Wednesday, 22 October 2014

Alchemy! Theatre, books and birds.

I used to think being a writer involved tapping away at a computer in my pjamas, drinking copious amounts of coffee and then twiddling my thumbs waiting for my editor to read my manuscript.  However, I increasingly find myself juggling many things…writing a new draft of a story, editing older drafts of other stories, discussing the layout of illustrations, preparing for school visits and trying to answer emails which sift into the computer like snow (as soon as you think you’ve cleared one load, more drift in) and being distracted by social media. On top of that, there’s the cooking, cleaning, dog walking etc etc…all of which makes me feel as if I can't quite keep everything together.

But sometimes the planets align and everything just seems to slot into place. Last week this happened at the Lyric Theatre in Belfast when theatre, books and birds all came together at the showing of the stage production of Sky Hawk.  

The Lyric, Belfast

The programme for Sky Hawk

It began about eighteen months ago, when a teacher in North Wales handed a copy of Sky Hawk to Tim Baker, the theatre director at Theatr Clywd in Mold and suggested that he might like to adapt the book into a stage play.

When Tim contacted me, I knew in that one phone call, that his enthusiasm and vision would create something remarkable. And so, with soaring music composed by Dyfan Jones, Sky Hawk the musical  was hatched and took flight at the Theatre Clwyd in North Wales in June/July 2013.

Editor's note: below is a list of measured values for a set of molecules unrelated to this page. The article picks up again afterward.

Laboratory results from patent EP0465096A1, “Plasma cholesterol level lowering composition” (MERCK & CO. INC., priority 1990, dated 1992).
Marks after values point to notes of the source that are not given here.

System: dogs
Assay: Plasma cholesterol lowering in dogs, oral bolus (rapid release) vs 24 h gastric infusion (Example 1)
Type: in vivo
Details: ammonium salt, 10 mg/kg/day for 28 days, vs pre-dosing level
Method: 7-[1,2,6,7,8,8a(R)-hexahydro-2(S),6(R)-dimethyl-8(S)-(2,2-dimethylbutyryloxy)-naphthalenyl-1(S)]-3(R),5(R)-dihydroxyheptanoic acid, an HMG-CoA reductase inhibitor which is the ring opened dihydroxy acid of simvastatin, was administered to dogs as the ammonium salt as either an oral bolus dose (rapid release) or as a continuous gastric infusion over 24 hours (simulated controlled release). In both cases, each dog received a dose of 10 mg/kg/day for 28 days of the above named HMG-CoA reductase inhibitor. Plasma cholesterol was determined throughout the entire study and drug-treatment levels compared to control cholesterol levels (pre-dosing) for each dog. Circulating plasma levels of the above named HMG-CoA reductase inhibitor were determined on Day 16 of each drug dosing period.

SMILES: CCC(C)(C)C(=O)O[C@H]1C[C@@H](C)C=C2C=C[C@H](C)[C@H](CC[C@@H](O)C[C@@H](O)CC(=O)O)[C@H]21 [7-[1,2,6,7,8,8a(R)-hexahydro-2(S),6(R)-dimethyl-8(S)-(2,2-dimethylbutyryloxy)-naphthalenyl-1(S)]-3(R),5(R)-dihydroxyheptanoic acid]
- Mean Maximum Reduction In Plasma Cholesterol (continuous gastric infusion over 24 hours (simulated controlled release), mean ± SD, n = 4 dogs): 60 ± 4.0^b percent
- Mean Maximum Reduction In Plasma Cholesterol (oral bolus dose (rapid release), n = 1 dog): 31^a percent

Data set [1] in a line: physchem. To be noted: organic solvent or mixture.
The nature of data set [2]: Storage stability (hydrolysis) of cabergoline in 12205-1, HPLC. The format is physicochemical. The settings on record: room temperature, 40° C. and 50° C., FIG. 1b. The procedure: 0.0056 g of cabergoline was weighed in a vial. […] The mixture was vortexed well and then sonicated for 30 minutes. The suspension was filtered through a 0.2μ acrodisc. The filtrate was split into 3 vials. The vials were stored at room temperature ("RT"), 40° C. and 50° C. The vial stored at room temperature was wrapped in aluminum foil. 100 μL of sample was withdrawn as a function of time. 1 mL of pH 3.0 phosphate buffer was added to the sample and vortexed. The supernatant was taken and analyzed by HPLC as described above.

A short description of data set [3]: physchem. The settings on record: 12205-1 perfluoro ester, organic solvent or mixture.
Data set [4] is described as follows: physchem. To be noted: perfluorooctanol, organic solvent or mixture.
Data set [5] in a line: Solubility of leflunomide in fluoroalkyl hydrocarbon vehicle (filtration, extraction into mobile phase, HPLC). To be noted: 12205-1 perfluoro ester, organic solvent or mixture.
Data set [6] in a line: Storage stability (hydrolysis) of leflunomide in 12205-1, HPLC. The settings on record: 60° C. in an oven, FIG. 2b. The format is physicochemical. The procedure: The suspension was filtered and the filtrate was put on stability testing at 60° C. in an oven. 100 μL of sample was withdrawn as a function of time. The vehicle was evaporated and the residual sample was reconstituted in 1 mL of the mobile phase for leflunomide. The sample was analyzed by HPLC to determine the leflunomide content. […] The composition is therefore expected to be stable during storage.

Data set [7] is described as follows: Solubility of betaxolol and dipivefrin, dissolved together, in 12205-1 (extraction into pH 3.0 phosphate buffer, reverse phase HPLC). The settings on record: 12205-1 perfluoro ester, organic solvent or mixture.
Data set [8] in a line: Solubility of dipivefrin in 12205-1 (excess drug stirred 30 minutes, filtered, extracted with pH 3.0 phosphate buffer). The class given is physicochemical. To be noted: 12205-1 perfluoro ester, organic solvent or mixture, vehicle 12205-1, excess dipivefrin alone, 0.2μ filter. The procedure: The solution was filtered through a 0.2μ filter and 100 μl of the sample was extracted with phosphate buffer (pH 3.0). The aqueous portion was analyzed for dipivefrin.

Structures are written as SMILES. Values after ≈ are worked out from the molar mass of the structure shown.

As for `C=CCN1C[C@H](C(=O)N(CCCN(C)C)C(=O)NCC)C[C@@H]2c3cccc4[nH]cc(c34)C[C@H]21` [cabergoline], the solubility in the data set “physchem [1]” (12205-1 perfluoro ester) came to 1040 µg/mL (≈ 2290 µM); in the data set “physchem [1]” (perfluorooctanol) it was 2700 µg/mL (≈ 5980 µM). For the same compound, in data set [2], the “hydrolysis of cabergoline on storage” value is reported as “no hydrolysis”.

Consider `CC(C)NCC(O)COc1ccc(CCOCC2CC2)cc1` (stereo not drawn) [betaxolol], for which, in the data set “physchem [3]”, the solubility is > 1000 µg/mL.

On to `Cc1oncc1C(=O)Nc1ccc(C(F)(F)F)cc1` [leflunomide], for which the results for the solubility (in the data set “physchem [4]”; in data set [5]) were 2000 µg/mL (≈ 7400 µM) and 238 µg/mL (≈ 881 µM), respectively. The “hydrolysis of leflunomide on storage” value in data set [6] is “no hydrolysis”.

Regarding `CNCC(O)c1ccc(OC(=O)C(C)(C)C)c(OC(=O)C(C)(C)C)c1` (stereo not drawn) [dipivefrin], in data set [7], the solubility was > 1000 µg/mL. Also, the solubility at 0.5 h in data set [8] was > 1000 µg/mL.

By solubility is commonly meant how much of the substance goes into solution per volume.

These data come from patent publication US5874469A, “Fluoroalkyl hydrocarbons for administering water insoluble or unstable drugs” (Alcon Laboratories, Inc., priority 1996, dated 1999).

Audience waiting for Sky Hawk to begin

Tim is a champion of bringing the arts to young people, especially bridging the gap between primary and secondary school, a time when the creative arts seem to drop out of the school curriculum like fleas from a dead dog. Not a very good analogy, I know, but I remember my own experience in that transition, feeling the fun had been taken out of learning and any creative spark extinguished in the race to learn facts for compulsory testing. My experience of creative writing took a thirty-five year gap between the end of primary school and enrolment on a writing course as an adult. Tim's answer is to bring live theatre to schools and provide drama workshops to reconnect children with the arts. 

When I saw Sky Hawk for the first time, I was blown away by it. There is something surreal, uplifting and magical to see your own story being given new life as a stage production. Tim’s adaptation and Dyfan’s sweeping music capture the essence of the story. The young actors’ brilliant performances encapsulate what it is to be young and deal with the dynamics and emotions of friendship. The actors’ singing voices are truly incredible too…worth going along just to hear them sing. I’m not sure how they manage three performances a day!
The set design is stunning in its simplicity; a rugged textured backdrop, onto which the images of flying ospreys, mountain and desert scenes are projected. As the author of the book, I loved it, but the real proof of the pudding was seeing the reaction of the children in the audience. Indeed, Tim’s production was so successful that it was a sell-out in 2013 and secured a major arts grant to tour Wales in autumn 2014.

Mari Izzard (Iona) Tim Baker (director) Gill Lewis. Berwyn Pearce (Rob) Ebony Feare (Jeneba) Daniel Graham (Callum)